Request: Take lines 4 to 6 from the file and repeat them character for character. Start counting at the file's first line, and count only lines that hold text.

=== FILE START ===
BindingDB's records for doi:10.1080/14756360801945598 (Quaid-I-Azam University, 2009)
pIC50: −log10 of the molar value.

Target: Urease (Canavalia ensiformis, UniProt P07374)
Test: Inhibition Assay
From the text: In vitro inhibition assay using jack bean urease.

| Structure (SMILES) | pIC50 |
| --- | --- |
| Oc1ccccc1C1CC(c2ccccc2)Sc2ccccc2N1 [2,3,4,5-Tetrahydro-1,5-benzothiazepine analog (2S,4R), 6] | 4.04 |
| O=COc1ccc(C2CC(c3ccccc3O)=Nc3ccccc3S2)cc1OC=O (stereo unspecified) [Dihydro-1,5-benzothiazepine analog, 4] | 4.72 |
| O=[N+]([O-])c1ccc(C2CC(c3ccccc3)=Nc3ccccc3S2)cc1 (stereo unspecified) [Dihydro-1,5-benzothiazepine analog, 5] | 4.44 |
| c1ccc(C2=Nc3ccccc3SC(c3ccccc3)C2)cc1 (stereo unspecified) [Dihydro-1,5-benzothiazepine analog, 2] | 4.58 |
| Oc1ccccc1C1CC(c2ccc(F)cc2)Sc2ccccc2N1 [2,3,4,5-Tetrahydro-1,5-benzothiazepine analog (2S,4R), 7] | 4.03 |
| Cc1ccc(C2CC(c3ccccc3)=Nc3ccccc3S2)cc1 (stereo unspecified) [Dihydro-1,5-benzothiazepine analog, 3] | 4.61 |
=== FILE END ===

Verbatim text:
Test: Inhibition Assay
From the text: In vitro inhibition assay using jack bean urease.

| Structure (SMILES) | pIC50 |